Although perhaps best known in the West for its neon-lit metropolises, Japan has maintained a strong appreciation of the natural world throughout its history. And, from national holidays dedicated to the appreciation of nature, through to hanami cherry blossom viewing parties, this appreciation is something that continues to this day.
It is perhaps not surprising then that Japan has long been a significant contributor to the field of botany, a fact marked by the Flora Japonica art exhibition currently being held at the Royal Botanic Gardens, Kew in London.
Running until 5 March, the show at Kew’s Shirley Sherwood Gallery comprises paintings by 30 contemporary Japanese botanical artists, historical works from Japan and pieces from Kew Gardens’ Illustration and Economic Botany collections. In addition to conveying the diversity and richness of flora native to Japan, the exhibition also highlights the country’s significant influence on Western horticulture.
Based largely on wild specimens found in locations across Japan, ranging from Aomori City in the north of Japan’s main island of Honshu, to Awaji Island in the country’s southwest, the new pieces showcase both the artistry and scientific rigour of contemporary botanical painting. Rich and vibrant depictions of cherry blossom, maple leaves, Japanese camellia and peonies are among those featured in the exhibition.
Observed over many months and stages of a plant’s life, the specimens are painted to convey a special sense of nuance and detail. Many track the varied shapes and hues witnessed over a plant’s development. Paintings based on specimens within Kew’s collection round out this collection of contemporary paintings.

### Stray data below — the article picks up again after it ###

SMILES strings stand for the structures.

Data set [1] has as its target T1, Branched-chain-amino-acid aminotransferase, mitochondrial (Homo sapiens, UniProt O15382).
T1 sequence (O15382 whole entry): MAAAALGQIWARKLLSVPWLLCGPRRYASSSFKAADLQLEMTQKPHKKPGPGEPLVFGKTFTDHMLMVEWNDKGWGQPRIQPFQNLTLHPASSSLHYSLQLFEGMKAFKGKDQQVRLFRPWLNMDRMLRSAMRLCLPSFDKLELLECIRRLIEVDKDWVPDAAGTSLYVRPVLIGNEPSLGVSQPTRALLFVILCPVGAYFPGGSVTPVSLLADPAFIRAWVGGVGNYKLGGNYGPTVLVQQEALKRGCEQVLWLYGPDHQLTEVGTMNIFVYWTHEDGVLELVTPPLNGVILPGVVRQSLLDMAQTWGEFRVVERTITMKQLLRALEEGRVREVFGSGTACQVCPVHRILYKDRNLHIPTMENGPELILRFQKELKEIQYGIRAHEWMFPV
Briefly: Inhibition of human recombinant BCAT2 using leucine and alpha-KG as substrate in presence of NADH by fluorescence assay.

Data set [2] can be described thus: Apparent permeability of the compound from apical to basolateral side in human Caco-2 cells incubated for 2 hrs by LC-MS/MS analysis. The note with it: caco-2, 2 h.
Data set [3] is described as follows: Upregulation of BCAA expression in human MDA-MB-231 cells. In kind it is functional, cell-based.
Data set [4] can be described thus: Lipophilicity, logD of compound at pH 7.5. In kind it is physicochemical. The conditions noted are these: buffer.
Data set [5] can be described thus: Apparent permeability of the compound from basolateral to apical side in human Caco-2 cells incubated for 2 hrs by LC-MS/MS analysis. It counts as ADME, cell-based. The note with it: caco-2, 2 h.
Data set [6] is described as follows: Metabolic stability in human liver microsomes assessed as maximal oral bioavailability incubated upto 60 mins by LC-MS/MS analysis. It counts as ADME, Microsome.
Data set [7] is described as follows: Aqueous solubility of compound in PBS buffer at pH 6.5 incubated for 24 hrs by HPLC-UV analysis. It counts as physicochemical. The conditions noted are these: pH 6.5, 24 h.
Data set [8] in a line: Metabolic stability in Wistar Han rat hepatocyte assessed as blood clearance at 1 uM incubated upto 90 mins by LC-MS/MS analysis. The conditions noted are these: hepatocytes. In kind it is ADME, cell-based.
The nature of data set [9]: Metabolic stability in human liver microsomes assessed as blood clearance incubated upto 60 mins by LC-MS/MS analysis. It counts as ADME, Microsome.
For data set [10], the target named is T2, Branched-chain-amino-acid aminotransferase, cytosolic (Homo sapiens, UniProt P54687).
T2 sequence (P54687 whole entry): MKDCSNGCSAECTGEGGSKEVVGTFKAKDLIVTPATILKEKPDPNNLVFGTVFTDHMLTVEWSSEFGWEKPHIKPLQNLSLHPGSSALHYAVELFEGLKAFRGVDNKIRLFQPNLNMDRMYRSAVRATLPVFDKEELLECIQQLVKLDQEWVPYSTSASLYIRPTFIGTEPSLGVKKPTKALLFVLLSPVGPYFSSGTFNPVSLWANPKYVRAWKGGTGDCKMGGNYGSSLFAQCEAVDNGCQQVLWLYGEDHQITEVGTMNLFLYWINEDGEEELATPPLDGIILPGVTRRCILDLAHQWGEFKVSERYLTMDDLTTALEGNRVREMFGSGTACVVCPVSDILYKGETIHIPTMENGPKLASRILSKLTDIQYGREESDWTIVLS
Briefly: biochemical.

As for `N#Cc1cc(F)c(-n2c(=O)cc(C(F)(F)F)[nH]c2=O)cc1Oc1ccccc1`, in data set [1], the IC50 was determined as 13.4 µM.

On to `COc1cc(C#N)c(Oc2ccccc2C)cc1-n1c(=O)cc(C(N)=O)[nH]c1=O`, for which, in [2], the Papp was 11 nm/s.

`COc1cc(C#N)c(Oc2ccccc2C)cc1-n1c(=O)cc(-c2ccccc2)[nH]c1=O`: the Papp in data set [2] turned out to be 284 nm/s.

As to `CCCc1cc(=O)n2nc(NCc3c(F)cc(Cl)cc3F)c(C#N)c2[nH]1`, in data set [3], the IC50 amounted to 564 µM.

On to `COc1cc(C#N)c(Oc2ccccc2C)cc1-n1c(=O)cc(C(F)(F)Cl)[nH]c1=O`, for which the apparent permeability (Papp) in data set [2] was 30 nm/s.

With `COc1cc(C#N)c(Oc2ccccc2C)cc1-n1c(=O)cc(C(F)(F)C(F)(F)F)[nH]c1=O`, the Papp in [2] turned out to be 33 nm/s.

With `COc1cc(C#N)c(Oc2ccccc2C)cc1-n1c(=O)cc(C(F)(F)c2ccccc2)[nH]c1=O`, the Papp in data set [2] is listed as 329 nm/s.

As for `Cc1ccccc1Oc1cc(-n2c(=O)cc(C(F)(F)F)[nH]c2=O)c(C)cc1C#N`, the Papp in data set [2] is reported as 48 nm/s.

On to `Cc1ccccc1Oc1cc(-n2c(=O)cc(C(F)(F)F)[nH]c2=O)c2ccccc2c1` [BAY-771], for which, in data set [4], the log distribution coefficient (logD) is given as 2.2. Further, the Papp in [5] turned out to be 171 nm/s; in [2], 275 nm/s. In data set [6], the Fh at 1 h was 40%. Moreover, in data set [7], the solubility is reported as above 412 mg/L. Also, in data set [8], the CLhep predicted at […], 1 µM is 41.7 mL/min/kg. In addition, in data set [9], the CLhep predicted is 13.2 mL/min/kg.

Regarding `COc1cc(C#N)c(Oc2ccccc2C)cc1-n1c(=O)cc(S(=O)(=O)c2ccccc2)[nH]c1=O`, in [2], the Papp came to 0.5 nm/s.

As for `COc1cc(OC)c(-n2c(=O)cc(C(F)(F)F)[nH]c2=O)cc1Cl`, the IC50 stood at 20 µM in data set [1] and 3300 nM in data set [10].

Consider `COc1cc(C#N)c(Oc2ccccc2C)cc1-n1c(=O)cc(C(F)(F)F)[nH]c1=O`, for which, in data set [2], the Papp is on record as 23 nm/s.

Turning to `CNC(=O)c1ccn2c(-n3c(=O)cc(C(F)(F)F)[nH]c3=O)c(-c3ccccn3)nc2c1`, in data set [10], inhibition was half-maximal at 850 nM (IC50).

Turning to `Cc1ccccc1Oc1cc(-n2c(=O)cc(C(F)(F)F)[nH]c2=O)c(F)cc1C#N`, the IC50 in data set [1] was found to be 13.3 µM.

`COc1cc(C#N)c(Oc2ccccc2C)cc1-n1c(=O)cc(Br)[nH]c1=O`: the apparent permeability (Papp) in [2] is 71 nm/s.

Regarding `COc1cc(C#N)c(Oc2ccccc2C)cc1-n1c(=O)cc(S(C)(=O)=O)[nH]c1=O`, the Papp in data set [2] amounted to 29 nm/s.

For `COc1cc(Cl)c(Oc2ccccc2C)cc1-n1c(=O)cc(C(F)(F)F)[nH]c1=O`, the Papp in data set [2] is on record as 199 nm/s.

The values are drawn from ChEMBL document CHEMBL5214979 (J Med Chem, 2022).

Historical works also give a sense of the development of botanical painting in Japan, with Edo and Meiji period pieces on show that have never before been displayed in Europe. Included are illustrations by Tomitaro Makino, the pioneering Japanese botanist, and watercolours by Sessai Hattori and Chikusai Kato. The exhibition also features Kato’s decorative wooden panels made of the wood and bark of the trees that they depict.
The exhibition is accompanied by a 252-page book of the same title, featuring all 80 works commissioned for the exhibition, information on the plants themselves and biographies of the artists. The book also includes an introductory chapter on the history of Japanese botanical illustration, penned by Hideaki Ohba, professor of botany at The University of Tokyo.
Once the exhibition finishes at Kew Gardens, it will move to Japan (date yet to be announced), where it will be shown at the National Museum of Nature and Science in Tokyo and at the Tokyo University Museum.